Education Blog

Breathing Exercises for Kids: Everything Parents Need to Know

September 21, 2021

Mid-tantrum cortisol surges in the body of children, making them act instinctively rather than out of intention. This is part of our evolutionary biological fight-or flight response, which allows us to confront dangerous situations. What’s the cure? Take a deep breath. It sounds like a useless statement. But it’s not. Research has shown that deep breathing can have real benefits. A powerful tool for any family’s behavior toolbox is breathing exercises for children which must me in your parenting bucket list.

How Deep Breathing exercises Work

Although emotions are often thought of as abstract, they can have tangible and measurable effects on the body. Stress causes adrenaline and cortisol to flood the body. Your heart rate increases, your blood sugar and fat levels rise, and your senses become more sharp. Anxiety causes us to take more deep breaths which in turn increases our body’s carbon dioxide levels. Blood vessels constrict, which reduces blood flow to tissues and organs, and causes blood pressure to drop. The lack of blood flow is what causes panic attacks, which can cause a tingling or numb feeling.

These processes can be reversed by slow, deep breaths. This allows the body to restore its carbon dioxide levels and turns off the fight or flight response. It also helps the body relax. Deep breathing exercises have been shown to reduce anxiety and pain in children, and can even improve test performance.

When to Take a Breathing Exercises:

Dr. Umakanth Katwa is an attending pulmonologist, director of the Sleep Laboratory Boston Children’s Hospital, and a professor at Harvard Medical School. He has had patients practice regular breathing exercises to get off anxiety medication.

Katwa suggests that deep breathing should be practiced regularly and not just in times of distress. Children who are anxious at baseline may easily experience panic attacks. Katwa says that they are already on the edge and suddenly hyperventilate when something happens. “Practice deep breathing every day. Even if you are not anxious, slow breathing is a good practice.

Practicing Deep Breathing Exercise:

Katawa advises patients to shut their mouths for the first time. Breathing through your nose automatically makes it more difficult to slow down, take deeper breaths, and use your diaphragm. To determine if a child is deep breathing, parents can look at their belly. If the child’s chest is moving, it’s likely that they are taking shallow breaths.

Important note: Consult your doctor if you suspect that your child may have asthma or another breathing disorder. Children under five years old are the most likely to be diagnosed with asthma.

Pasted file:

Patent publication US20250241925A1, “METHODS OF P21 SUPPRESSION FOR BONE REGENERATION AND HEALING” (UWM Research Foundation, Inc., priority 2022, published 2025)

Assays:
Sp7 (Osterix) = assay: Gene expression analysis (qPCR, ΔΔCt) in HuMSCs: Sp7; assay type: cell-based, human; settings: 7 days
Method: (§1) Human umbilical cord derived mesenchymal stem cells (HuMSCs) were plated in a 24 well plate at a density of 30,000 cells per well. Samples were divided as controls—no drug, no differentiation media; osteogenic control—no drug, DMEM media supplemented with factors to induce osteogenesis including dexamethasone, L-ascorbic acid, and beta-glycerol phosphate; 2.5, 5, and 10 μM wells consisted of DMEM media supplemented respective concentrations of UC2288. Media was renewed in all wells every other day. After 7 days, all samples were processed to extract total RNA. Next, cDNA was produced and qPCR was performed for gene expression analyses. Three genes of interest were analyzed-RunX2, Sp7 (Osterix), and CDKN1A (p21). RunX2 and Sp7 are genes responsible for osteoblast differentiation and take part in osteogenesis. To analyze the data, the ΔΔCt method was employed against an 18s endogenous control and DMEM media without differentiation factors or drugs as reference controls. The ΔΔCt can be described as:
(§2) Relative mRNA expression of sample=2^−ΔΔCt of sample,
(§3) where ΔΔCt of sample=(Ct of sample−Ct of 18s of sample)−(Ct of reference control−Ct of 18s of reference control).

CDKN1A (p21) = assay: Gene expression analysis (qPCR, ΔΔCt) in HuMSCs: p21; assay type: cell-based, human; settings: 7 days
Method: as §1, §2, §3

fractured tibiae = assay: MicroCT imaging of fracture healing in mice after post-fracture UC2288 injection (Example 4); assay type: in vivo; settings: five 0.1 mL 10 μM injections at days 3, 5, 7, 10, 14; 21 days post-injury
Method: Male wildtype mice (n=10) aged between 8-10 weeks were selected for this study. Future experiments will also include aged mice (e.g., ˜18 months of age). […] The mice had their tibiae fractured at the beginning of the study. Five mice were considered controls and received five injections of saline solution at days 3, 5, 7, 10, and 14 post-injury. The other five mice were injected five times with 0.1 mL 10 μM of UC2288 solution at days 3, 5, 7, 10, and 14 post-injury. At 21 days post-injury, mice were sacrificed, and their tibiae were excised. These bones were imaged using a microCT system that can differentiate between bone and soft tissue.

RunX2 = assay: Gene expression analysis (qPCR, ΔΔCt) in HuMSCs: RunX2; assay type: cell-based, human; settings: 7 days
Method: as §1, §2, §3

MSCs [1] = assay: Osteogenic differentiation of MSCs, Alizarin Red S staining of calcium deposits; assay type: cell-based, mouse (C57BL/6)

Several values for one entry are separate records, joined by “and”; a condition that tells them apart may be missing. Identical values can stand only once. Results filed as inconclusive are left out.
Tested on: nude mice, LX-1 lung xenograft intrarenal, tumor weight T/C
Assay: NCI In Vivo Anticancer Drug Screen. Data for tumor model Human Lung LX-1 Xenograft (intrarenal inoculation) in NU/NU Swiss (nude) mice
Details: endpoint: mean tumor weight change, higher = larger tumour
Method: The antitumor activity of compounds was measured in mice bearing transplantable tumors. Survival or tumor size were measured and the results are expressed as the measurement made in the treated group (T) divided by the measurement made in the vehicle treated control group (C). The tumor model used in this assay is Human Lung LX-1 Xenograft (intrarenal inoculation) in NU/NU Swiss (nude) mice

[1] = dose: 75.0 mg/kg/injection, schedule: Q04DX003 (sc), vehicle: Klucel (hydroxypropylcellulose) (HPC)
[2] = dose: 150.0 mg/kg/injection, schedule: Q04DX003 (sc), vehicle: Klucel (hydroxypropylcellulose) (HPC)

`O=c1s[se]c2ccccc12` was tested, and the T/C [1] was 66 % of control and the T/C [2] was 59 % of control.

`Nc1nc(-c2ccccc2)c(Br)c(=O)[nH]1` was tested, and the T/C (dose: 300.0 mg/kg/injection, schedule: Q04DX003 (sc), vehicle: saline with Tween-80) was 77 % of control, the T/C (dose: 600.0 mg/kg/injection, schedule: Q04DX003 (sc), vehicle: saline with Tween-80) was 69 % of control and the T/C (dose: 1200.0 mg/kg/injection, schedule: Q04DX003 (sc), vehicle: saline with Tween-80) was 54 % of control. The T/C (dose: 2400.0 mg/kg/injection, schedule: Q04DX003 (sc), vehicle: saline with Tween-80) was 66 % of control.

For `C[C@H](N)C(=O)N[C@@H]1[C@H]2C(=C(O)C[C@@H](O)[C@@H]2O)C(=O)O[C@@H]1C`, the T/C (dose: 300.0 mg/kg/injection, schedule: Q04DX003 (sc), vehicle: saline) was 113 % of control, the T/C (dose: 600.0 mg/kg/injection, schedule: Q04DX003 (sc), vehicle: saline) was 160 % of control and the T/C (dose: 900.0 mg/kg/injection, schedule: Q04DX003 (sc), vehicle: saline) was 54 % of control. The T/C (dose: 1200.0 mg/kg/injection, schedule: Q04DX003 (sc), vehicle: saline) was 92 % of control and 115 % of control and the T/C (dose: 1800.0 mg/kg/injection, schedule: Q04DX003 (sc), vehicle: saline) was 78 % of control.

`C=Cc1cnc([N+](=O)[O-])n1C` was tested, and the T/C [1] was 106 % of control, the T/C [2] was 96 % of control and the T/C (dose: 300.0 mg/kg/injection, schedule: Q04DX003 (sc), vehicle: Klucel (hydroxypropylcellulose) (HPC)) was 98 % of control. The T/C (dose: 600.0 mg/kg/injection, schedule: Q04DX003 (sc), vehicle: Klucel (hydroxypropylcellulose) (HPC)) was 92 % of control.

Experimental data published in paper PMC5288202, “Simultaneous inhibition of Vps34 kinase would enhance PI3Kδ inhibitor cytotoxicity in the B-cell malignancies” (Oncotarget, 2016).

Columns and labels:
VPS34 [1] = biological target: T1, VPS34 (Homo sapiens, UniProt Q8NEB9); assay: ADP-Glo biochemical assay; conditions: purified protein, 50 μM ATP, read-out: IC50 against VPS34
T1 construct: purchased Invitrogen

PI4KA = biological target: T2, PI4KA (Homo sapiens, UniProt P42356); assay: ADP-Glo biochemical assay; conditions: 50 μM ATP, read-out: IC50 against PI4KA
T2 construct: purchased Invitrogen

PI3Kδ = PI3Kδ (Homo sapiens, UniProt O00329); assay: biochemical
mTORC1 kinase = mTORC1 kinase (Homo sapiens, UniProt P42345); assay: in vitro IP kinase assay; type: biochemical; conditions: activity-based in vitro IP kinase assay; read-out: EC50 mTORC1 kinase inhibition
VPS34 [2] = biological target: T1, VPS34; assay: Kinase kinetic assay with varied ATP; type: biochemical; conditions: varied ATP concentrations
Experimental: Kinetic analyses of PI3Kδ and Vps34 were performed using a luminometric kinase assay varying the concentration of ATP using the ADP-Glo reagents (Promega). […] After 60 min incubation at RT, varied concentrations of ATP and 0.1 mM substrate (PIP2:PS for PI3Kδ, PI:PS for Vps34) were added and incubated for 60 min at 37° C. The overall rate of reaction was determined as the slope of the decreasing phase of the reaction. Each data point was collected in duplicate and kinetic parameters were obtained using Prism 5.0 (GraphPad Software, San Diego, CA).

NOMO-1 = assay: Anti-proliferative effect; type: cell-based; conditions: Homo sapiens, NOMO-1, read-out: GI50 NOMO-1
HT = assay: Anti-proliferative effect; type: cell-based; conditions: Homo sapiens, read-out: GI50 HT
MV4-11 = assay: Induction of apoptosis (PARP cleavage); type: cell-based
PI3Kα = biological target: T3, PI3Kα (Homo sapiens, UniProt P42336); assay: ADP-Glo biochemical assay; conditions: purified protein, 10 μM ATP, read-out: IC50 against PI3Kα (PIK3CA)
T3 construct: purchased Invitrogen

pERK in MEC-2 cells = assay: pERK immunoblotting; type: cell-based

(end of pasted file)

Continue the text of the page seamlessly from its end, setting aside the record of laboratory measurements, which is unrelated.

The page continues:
10 Breathing Exercises for Kids

It doesn’t need to be something that a child does all day. It can actually help children focus and prepare for the moment when deep breathing will return them to baseline. You don’t have to make breathing practice boring if you bring imagination into it.

Box Breathing: Take four counts of inhalation, hold it for four counts and exhale for 4 counts. Hold for 4 counts. Repeat the process for four times more.

Bumble Bee Breathing: Take a slow inhale and exhale, making a “bzzzzzz” sound as long as possible.

Balloon breathing: Place your hand on your belly and imagine it as a balloon. Imagine your belly balloon expanding as you inhale. Watch your hand and belly rise. Hold your breath for 2 counts. Next, exhale slowly to deflate your belly balloon.

Swimming Breathing: Imagine swimming under and above the water. As you inhale, lift your arms above your head and then exhale.

Rainbow Breathing: Visualize a rainbow in front you. As you inhale, trace your finger from left-to-right. Next, trace your finger right to left.

Lazy Eight Breathing – Trace your finger in the air to form an eight shape as you inhale. Exhale the opposite direction.

Roller Coaster Breathing – Hold one hand out in front of your face so you can see your palm. You can trace each finger with the other hand. Inhale as you move up one finger to its tip and exhale as you move down one finger towards your palm.

Hot Cocoa Breathing: Take a mug of hot chocolate in your hands. Breathe in the chocolate aroma and exhale.

Bunny Breathing: Inhale three times quickly, sniffing like a rabbit, and then exhale for one.

Fish Breathing: Take five deep inhalations through your nose, fill your cheeks with air and then exhale through your mouth.

The Best Breathing Exercise Supports

Products can be as helpful as practice. These products can be used to help children learn deep breathing and make it a part of their behavior toolkit.

Fatherly’s editors, writers, experts select every product independently. We may earn an affiliate commission if you click on a link and purchase something.